Mayor Cantrell Lauds Approved Funding for Project to Stabilize Coastal Wetlands Around New Orleans
Photo from Getty Images
NEW ORLEANS — Mayor LaToya Cantrell today applauded the approval of funding for the construction of a project that will help create marsh land and stabilize the coastline on the New Orleans East Landbridge in the face of increasing coastal land loss and sea-level rise. The City of New Orleans shared the announcement in a press release.
The restoration project will receive funding through the Coastal Wetlands Planning, Protection and Restoration Act (CWPPRA), a federal program that provides for targeted funds to be used for planning and implementing projects that create, protect, restore and enhance wetlands in coastal Louisiana.
“The future resilience of New Orleans relies on increasing the stability of the coastal wetlands surrounding our city. I am encouraged by the state’s commitment to funding the New Orleans Landbridge Shoreline Stabilization and Marsh Creation project,” Mayor Cantrell said. “This effort will result in increased protection from storm surges and waves, improved fish and wildlife habitat, and increased resilience of coastal wetlands.”
The project has enjoyed strong support from the Mayor, the New Orleans City Council, non-profit partners and residents.
“Coastal wetlands are one of our first lines of defense when storm surge approaches the city, so I am encouraged by this important step toward approved funding for the New Orleans Landbridge,” said Ramsey Green, deputy chief administrative officer for Infrastructure and Chief Resilience Officer. “As a City, we must make our decisions with resilience in mind to ensure a better future for the next generation. Our Office of Resilience and Sustainability is in place to support projects like the land bridge and institutionalize resiliency initiatives so that they become city policy.”
“It was a pleasure partnering with the Mayor’s Office of Resilience in Baton Rouge recently and expressing District E’s support to the Landbridge project. This project is of critical importance because the New Orleans Landbridge provides one of the last lines of defense against storm surges coming into Lake Pontchartrain. Restoring the Landbridge would provide a buffer to flooding along Chef Menteur Highway – which is an important evacuation route and up and coming economic corridor,” said City Council Member Cyndi Nguyen of District E, where the project is located. “The $21 million from CWPPRA is critically important for the Lake Catherine community, economic development, and more importantly, public safety. I look forward to working more on the development of this important venture.”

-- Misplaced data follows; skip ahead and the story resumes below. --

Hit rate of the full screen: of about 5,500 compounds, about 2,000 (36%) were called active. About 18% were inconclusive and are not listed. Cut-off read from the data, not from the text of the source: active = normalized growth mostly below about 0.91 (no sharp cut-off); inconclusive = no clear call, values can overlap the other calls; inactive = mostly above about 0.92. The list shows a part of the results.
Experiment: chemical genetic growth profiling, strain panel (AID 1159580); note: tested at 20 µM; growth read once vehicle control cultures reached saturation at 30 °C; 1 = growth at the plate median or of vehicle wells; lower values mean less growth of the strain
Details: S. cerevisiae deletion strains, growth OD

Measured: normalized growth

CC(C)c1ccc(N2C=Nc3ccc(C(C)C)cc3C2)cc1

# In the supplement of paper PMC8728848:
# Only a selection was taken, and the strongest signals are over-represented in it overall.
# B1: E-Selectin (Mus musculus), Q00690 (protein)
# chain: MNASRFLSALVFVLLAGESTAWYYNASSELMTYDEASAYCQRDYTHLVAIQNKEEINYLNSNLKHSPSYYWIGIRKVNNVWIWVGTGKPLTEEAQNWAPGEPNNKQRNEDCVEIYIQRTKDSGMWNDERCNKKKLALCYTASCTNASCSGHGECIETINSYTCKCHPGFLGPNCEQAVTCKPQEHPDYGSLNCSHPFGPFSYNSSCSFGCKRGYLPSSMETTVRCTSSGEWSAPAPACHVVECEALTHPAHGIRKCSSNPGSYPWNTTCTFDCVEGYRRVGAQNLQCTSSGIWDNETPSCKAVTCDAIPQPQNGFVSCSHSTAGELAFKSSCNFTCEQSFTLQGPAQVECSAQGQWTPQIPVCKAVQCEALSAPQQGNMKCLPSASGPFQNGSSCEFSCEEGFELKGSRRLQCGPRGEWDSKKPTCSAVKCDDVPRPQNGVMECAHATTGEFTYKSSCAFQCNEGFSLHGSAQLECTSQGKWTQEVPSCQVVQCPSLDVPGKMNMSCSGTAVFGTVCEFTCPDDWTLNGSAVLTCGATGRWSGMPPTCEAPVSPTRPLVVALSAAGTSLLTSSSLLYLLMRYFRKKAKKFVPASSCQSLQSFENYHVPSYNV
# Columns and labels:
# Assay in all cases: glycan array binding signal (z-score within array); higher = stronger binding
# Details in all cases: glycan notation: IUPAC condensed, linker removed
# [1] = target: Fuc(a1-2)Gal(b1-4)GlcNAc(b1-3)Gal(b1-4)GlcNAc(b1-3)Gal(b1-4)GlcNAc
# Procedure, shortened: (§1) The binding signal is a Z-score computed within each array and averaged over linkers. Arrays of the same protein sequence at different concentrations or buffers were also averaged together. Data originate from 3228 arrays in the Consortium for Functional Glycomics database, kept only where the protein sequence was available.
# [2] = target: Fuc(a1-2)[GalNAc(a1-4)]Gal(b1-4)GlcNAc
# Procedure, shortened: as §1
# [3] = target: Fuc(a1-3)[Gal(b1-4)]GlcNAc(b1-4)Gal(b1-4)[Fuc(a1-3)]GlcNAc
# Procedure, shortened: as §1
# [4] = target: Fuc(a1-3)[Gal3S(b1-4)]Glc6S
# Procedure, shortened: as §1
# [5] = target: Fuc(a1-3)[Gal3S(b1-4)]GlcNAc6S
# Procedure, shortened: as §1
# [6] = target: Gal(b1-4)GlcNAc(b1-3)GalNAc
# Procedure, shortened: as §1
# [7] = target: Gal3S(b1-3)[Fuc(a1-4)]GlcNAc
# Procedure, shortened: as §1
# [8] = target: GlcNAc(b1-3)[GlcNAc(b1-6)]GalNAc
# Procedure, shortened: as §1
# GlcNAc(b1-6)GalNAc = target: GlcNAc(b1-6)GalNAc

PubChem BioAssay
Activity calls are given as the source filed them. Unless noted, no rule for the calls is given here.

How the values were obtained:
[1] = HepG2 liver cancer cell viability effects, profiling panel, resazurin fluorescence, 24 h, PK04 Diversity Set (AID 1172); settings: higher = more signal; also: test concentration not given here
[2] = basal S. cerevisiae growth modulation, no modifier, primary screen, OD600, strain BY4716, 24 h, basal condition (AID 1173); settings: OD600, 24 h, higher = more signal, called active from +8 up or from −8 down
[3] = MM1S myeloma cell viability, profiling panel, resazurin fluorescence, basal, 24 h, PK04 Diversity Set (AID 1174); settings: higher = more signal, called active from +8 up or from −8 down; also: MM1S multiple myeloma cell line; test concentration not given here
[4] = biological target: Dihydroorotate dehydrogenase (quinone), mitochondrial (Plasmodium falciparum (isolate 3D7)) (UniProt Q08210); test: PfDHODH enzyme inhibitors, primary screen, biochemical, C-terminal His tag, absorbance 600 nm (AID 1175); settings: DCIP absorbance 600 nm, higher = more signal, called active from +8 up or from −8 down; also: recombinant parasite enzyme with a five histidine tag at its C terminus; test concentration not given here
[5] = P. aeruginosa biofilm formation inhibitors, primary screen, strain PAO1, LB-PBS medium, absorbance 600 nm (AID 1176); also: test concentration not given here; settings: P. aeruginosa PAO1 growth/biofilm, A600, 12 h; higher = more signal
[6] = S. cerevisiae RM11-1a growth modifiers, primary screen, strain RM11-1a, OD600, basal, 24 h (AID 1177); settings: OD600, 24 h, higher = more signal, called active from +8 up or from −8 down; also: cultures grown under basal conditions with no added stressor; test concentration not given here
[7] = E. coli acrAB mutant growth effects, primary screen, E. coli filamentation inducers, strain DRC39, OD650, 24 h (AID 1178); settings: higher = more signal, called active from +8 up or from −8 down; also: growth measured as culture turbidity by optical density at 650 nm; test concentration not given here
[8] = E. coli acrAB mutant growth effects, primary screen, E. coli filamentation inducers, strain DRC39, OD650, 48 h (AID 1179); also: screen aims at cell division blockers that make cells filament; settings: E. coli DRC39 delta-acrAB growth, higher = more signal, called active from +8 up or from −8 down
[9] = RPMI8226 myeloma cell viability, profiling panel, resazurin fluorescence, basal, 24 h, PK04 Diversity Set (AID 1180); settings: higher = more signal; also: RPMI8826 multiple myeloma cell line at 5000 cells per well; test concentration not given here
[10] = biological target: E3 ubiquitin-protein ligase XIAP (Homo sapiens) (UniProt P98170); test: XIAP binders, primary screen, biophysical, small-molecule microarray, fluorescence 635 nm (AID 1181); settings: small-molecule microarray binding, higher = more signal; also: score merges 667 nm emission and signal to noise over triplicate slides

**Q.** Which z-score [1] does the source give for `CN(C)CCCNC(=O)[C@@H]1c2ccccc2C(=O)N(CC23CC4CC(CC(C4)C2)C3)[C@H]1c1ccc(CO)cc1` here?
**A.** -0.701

“Each year, as the world warms and the oceans rise, New Orleans becomes more of a coastal city. We will need every tool and resource in our arsenal to keep our city dry and protect it from increasingly turbulent weather. Our vulnerable areas, such as New Orleans East, need our help. This project can help form a vital barrier for residents and I’m proud to help lend the Council’s full support to this effort,” said City Council Vice President Helena Moreno.
The CWPPRA’s Technical Committee voted to approve $21,156,376 in construction funding for the New Orleans Landbridge Shoreline Stabilization and Marsh Creation project. This decision will go before the CWPPRA Task Force in January 2019 for a vote to approve of the Technical Committee’s funding recommendations.
The New Orleans Landbridge plays a critical role in protecting more than 1.5 million people in Greater New Orleans and in the parishes surrounding Lake Pontchartrain by reducing the pressure that storm surge puts on our levees and grey infrastructure.
The Landbridge also provides a buffer to flooding for the residents of Lake Catherine and along Chef Menteur Highway, an important evacuation road during storm events. The multiple benefits of this project underscore why this project is a priority for the city, state, and CWPPRA program and why the Technical Committee advanced this project for Phase 2 construction funding.